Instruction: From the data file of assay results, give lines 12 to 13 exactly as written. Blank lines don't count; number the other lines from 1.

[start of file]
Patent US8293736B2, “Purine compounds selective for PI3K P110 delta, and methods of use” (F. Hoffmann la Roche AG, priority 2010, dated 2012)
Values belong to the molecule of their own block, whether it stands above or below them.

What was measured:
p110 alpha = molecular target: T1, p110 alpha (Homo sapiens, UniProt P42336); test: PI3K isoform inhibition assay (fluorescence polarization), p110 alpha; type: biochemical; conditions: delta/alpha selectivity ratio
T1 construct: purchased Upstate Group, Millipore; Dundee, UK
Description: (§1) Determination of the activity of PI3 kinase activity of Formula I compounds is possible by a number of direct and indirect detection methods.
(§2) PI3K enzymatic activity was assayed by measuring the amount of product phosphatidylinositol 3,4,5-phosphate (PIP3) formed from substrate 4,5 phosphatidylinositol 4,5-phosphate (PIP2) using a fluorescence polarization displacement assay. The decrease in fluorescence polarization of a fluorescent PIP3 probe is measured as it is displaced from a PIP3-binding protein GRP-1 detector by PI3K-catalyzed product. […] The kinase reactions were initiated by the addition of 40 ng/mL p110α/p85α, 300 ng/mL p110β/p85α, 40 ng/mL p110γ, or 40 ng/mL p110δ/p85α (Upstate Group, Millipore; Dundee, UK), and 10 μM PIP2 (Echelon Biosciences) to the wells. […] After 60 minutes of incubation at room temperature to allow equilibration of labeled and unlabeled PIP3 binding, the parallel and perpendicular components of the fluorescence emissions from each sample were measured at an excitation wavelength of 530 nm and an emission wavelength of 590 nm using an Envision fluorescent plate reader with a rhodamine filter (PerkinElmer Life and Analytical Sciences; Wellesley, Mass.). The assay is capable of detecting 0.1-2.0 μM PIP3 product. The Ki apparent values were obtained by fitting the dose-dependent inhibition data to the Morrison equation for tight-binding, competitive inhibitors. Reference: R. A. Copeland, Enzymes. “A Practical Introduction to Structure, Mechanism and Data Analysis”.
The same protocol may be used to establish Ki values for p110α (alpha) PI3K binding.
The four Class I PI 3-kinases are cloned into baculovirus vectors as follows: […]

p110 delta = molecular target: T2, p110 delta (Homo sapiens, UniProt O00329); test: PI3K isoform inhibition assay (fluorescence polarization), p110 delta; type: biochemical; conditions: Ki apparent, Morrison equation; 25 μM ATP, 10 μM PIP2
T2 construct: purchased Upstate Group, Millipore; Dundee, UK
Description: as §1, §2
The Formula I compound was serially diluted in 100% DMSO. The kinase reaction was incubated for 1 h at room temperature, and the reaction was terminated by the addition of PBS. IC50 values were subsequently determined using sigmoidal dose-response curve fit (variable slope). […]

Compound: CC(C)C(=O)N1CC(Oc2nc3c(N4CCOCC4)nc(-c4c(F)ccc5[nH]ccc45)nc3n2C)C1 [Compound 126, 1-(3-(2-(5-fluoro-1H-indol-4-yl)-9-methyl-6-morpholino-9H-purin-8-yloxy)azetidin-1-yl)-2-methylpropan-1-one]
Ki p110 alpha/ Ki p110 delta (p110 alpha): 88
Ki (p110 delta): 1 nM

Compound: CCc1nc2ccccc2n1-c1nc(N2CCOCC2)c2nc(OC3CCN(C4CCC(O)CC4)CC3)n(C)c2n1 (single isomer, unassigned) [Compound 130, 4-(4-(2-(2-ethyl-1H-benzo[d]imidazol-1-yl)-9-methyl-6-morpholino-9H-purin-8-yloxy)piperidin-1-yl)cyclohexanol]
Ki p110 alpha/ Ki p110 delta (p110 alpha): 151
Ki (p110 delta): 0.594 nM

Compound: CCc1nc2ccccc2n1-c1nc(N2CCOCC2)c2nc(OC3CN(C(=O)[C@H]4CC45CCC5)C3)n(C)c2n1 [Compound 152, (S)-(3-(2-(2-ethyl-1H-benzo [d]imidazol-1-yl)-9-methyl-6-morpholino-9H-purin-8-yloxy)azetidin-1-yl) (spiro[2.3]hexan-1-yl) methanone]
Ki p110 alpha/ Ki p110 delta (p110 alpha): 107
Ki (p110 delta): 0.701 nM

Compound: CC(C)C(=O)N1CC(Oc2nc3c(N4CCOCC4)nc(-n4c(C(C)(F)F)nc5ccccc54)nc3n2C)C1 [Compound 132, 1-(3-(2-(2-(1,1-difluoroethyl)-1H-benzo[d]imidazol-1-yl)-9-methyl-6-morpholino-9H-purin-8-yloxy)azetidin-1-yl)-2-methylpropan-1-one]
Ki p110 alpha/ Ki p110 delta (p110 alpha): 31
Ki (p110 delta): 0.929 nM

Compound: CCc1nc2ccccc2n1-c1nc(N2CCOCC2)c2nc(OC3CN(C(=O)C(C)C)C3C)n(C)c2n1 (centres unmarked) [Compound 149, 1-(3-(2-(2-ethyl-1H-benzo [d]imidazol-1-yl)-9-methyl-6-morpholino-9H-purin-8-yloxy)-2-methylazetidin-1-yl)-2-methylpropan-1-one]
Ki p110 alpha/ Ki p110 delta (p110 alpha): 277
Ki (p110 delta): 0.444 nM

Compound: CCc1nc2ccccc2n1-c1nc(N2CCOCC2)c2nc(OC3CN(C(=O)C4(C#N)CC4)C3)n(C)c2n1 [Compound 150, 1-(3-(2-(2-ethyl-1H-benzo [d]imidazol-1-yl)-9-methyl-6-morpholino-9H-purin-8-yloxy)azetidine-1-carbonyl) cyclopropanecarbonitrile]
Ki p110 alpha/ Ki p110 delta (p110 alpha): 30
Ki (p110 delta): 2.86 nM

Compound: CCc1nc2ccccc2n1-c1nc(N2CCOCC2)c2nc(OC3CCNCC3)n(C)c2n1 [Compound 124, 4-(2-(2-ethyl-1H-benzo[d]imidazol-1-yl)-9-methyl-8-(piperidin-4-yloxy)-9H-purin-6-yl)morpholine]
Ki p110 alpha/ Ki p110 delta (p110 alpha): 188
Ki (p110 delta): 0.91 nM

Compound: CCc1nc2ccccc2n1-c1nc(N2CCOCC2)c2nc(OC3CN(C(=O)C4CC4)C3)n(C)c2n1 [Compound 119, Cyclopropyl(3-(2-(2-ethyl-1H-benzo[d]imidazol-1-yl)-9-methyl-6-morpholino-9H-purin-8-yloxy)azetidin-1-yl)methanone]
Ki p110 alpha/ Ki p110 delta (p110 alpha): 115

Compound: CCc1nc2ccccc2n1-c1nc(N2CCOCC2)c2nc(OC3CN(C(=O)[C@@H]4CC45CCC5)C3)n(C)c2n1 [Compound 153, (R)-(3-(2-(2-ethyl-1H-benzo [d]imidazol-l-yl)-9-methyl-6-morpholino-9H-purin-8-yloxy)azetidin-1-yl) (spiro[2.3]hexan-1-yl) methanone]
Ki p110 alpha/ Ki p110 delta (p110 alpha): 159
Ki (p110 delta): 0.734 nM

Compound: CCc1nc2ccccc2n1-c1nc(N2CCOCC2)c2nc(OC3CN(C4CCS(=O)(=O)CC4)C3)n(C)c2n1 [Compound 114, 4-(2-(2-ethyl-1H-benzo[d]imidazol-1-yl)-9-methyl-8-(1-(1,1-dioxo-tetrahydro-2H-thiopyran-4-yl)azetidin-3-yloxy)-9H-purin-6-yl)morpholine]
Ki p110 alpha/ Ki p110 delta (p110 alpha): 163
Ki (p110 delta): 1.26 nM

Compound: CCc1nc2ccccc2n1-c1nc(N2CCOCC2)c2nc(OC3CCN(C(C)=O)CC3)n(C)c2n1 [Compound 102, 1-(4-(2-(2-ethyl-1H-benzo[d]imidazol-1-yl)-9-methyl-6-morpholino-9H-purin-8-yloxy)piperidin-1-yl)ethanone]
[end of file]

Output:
Description: as §1, §2
The Formula I compound was serially diluted in 100% DMSO. The kinase reaction was incubated for 1 h at room temperature, and the reaction was terminated by the addition of PBS. IC50 values were subsequently determined using sigmoidal dose-response curve fit (variable slope). […]